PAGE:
Intravitreal cidofovir injection for the management of chronic glaucoma in dogs
Article first published online: 14 JUN 2013
© 2013 American College of Veterinary Ophthalmologists
Volume 17, Issue 3, pages 201–206, May 2014
How to Cite
Low, M. C., Landis, M. L. and Peiffer, R. L. (2014), Intravitreal cidofovir injection for the management of chronic glaucoma in dogs. Veterinary Ophthalmology, 17: 201–206. doi: 10.1111/vop.12071
- Issue published online: 24 APR 2014
- Article first published online: 14 JUN 2013
The objective of this retrospective study was to determine whether an intravitreal injection of 562.5 ug of cidofovir was effective in lowering the intraocular pressure (IOP) in chronically glaucomatous avisual canine eyes.
This study reviews the medical records of 167 canine patients diagnosed with chronic glaucoma between 2006 and 2011. The criteria for study inclusion were patients with irreversibly avisual eyes that were refractory to medical management, without evidence of endophthalmitis or intraocular neoplasia as determined by historical, clinical, and/or ultrasonographic examination, who were treated with an intravitreal injection of cidofovir.
Using only topical anesthesia for most patients, aqueouscentesis was followed by an intravitreal injection of 562.5 ug of cidofovir and 1 mg of subconjunctival triamcinolone. An initial recheck was performed 14 days following the injection.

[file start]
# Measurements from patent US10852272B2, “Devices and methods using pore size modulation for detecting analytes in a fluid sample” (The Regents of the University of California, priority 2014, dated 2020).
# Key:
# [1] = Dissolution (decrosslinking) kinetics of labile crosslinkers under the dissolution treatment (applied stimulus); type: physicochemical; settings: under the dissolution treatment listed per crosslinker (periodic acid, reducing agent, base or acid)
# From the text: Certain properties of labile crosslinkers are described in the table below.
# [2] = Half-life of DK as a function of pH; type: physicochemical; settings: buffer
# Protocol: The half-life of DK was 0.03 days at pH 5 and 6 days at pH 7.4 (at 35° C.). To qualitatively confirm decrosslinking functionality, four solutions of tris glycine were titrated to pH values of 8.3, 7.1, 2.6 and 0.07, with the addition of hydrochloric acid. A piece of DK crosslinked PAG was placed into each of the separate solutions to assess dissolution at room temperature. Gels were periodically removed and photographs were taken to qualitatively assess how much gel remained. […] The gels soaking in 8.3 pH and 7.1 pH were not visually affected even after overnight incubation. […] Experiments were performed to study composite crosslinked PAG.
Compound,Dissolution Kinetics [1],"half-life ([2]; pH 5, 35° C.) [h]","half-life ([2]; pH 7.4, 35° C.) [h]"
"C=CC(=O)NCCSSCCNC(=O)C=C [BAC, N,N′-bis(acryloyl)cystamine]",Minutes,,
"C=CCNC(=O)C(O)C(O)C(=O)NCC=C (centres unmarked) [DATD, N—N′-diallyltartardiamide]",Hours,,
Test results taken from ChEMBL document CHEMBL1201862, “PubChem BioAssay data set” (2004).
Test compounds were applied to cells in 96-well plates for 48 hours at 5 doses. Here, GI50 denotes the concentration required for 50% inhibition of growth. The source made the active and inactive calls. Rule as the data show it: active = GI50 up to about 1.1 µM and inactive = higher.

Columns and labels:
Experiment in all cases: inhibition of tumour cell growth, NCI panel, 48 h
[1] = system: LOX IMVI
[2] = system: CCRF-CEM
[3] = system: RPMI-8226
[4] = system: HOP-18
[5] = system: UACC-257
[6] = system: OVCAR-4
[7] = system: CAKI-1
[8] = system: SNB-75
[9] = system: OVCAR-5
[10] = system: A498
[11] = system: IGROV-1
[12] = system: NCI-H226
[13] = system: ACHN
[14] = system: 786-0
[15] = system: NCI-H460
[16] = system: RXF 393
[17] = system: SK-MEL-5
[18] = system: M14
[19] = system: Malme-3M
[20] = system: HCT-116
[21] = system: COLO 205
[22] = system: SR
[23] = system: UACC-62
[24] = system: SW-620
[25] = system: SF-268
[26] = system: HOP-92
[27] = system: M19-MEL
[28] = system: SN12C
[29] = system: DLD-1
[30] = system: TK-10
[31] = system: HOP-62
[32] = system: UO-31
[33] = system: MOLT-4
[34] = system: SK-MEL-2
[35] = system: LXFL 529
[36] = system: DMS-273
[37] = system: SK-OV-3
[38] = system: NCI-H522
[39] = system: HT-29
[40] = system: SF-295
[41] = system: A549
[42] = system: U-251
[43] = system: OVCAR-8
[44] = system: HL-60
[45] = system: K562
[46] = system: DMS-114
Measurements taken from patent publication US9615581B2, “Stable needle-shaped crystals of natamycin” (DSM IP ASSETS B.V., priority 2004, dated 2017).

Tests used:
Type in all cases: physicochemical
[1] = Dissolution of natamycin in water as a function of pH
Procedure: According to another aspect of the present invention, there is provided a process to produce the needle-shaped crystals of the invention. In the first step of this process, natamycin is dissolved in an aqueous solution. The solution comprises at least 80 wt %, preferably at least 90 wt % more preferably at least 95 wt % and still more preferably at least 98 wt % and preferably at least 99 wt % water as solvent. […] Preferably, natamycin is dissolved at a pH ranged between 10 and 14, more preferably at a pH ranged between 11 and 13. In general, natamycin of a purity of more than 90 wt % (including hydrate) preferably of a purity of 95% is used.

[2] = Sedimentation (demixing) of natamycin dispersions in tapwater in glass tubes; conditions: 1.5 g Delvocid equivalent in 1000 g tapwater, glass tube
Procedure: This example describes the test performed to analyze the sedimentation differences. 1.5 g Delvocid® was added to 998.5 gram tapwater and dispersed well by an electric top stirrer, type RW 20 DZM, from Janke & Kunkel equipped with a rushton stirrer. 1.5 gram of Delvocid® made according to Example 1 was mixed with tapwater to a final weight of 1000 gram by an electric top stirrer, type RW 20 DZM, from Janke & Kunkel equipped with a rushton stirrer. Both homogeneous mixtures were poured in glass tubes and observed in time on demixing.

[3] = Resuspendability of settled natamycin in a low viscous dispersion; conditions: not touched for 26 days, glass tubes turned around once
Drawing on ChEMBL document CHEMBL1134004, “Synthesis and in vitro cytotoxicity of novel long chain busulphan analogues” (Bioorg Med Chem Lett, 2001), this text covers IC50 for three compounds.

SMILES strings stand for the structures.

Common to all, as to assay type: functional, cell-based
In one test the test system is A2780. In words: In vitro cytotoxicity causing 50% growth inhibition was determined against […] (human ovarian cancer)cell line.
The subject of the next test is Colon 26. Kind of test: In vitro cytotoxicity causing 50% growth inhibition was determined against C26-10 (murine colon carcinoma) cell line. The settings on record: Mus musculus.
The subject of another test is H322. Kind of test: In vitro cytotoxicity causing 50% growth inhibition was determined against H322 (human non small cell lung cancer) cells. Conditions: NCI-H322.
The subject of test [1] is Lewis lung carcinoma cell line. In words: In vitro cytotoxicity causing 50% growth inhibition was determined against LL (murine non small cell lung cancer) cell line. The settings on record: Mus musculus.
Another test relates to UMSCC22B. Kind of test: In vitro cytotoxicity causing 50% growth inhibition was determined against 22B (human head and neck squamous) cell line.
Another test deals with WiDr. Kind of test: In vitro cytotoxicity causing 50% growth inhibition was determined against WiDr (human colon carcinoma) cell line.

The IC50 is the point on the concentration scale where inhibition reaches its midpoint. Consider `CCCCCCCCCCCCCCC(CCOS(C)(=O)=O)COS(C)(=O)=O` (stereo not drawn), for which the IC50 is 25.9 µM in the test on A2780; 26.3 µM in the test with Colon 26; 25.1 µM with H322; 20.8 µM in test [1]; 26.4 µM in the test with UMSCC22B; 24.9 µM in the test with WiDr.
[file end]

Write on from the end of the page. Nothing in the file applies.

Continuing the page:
The mean IOP immediately prior to injection was 46 ± 13 mm Hg with a median of 47 mm Hg. At the initial recheck, the mean IOP was 10 ± 11 mm Hg with a median of 6 mm Hg. A common postinjection finding was mild intraocular inflammation, which was controlled in all cases with topical neopolydex solution. Post injection complications included corneal ulceration (2.4%) and endophthalmitis (2.4%). Phthisis bulbi was a common sequalae (70%). One injection of cidofovir was successful in lowering the IOP in 85% of cases (P < 0.0001); multiple injections raised the success rate to 97%.
An intravitreal injection of cidofovir was found to be an effective method of lowering intraocular pressure to <20 mm Hg. While the common side effect of phthisis bulbi resulted in a less than optimal cosmetic result, patients subjectively benefited from enhanced comfort warranting consideration of this approach in the management of chronically glaucomatous avisual canine eyes.